Anti-fishing groups try again to ban lead

Sportfishing community calls for dismissal of petition

Lead weights are once again the focus of anti-fishing groups' attention.
Laurie Tisdale
Lead weights are once again the focus of anti-fishing groups' attention.

About the author

Tyler Reed

Tyler Reed

Tyler Reed is the social media and B.A.S.S. Nation editor for B.A.S.S. Keep up with B.A.S.S. on Facebook and Twitter.

Anti-fishing groups have again petitioned the U.S. Environmental Protection Agency (EPA) to regulate the manufacture and sale of lead fishing tackle. The sportfishing industry has responded with the introduction of the Hunting, Fishing and Recreational Shooting Sports Protection Act.

On Nov. 16, the Center for Biological Diversity and two other anti-fishing groups petitioned the EPA to regulate the manufacture and sale of lead fishing tackle of certain sizes and uses under the Toxic Substances Control Act (TSCA). If approved, such a regulation could result in a de facto ban of lead sinkers, jigs and other popular types of fishing equipment.

This request comes on the heels of a similar petition that the EPA dismissed in November 2010. The original petition also sought to ban lead hunting and shooting ammunition, which is exempted from regulation under TSCA. In dismissing the original petition, the EPA indicated that the “petitioners have not demonstrated that the requested rule is necessary to protect against an unreasonable risk of injury to health or the environment, as required by the TSCA.”

“It is disappointing and frustrating that the Center of Biological Diversity and others continue to abuse the system and beat on the EPA for what is basically a lightly veiled attempt to further their anti-fishing agenda — an attempt devoid of adequate scientific data,” said Noreen Clough, national conservation director for B.A.S.S. “I am convinced that the only solution is going to have to be legislative.”

“The sportfishing community is once again asking the EPA to rule on the side of scientific fish and wildlife population management and dismiss this unwarranted petition,” said Gordon Robertson, vice president of According to American Sportfishing Association (ASA), in a press release, Dec. 6. “Such regulations will have a significant, negative impact on recreational anglers and the sportfishing industry, yet the petitioners lack credible science to back such a far-reaching request. They claim lead is threatening loons across the nation, but several studies, including one by the U.S. Fish and Wildlife Service, have shown that loon populations are either stable or increasing throughout most of their range.”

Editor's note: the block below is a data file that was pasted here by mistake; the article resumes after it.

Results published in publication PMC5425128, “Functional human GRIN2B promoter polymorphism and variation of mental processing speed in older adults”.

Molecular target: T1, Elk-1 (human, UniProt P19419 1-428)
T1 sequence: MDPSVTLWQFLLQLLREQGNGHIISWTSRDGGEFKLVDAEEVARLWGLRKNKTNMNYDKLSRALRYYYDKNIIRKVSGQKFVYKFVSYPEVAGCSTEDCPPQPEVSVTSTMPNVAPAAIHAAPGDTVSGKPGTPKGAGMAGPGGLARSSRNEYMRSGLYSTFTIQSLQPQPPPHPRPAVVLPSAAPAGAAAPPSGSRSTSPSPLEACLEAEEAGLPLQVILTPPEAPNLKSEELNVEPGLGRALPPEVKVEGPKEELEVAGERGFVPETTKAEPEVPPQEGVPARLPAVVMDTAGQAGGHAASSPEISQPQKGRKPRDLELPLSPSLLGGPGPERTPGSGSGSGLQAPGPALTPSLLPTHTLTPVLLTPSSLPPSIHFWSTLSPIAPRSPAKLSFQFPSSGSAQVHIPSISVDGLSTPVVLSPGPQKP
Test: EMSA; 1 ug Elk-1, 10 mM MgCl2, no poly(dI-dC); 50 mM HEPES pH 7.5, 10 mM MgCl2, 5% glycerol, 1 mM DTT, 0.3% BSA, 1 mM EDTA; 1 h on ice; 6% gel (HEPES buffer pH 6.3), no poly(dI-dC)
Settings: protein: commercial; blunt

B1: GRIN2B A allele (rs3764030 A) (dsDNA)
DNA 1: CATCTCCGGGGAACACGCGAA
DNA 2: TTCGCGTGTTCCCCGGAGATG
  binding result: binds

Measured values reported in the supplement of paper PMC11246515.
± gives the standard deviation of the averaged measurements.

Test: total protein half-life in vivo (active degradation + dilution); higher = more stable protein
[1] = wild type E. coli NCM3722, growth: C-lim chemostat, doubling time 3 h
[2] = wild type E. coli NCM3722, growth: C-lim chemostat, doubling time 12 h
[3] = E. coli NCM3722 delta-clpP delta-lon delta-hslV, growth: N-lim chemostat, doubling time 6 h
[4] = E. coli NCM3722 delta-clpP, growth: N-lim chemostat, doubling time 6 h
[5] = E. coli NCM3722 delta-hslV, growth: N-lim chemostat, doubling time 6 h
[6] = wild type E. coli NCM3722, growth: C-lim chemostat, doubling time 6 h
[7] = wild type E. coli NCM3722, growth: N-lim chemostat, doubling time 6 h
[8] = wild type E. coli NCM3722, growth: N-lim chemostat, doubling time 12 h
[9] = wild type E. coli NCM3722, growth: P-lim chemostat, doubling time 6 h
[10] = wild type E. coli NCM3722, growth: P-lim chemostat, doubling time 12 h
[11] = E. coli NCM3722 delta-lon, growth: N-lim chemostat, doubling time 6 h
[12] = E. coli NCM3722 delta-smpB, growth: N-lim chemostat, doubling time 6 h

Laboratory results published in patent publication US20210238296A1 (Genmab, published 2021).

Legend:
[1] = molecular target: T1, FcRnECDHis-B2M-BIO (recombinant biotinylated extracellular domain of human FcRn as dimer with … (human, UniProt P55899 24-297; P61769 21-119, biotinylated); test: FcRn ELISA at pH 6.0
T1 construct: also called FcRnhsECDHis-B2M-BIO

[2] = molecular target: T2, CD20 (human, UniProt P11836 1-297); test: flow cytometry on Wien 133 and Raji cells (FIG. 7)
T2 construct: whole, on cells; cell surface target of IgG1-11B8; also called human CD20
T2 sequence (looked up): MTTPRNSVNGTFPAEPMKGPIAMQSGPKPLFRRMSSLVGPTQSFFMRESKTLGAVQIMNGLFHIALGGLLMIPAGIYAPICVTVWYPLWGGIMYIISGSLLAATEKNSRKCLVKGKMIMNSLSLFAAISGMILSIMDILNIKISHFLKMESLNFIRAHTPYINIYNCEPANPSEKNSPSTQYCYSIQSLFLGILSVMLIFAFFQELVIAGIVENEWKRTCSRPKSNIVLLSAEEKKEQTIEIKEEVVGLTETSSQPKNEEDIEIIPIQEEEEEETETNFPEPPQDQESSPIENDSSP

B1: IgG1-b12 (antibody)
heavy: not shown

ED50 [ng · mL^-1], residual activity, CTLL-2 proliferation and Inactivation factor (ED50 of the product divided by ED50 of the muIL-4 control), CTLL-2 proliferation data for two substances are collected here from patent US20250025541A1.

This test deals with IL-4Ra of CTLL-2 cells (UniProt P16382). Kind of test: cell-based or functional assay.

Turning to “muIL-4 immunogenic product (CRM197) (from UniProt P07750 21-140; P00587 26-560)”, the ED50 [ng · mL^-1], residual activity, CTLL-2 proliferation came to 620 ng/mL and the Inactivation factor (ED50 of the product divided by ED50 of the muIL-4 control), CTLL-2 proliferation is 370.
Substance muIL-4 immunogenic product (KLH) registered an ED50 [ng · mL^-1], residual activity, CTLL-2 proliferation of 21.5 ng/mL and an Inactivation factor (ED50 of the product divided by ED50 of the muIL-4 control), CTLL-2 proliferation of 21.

“This further demonstrates the need for a legislative solution to this growing threat to recreational fishing,” Robertson added. “In response, the co-chairs of the Congressional Sportsmen’s Caucus have introduced the Hunting, Fishing and Recreational Shooting Sports Protection Act, which would prevent an overreaching ban of lead fishing tackle. With anti-fishing organizations trying to over-regulate fishing using whatever means they can, legislation is needed to protect traditional fishing tackle and ammunition from unjustified bans that will harm the economy and reduce participation in outdoor activities.”

ASA will soon post suggested comments on Keep America Fishing’s website that anglers can send to EPA in opposition of the anti-lead petition. Last year, more than 43,000 sent their objections to EPA through Keep America Fishing.

“The sportfishing industry applauds the Congressional Sportsmen’s Caucus for its leadership and for so powerfully addressing an issue that urgently needs a dose of common sense,” said Robertson.

Two of the three petitioners are currently engaged in a lawsuit against the EPA’s dismissal of the original petition to ban lead fishing tackle. “The petitioners are taking advantage of our federal government, ignoring the decision that the EPA made just a year ago and working around the ongoing litigation that they filed shortly after that decision,” said Robertson. “This is a gaming of the system, and ASA urges the EPA to deny the most recent petition and asks all anglers to voice their support for the Hunting, Fishing and Recreational Shooting Sports Protection Act.”

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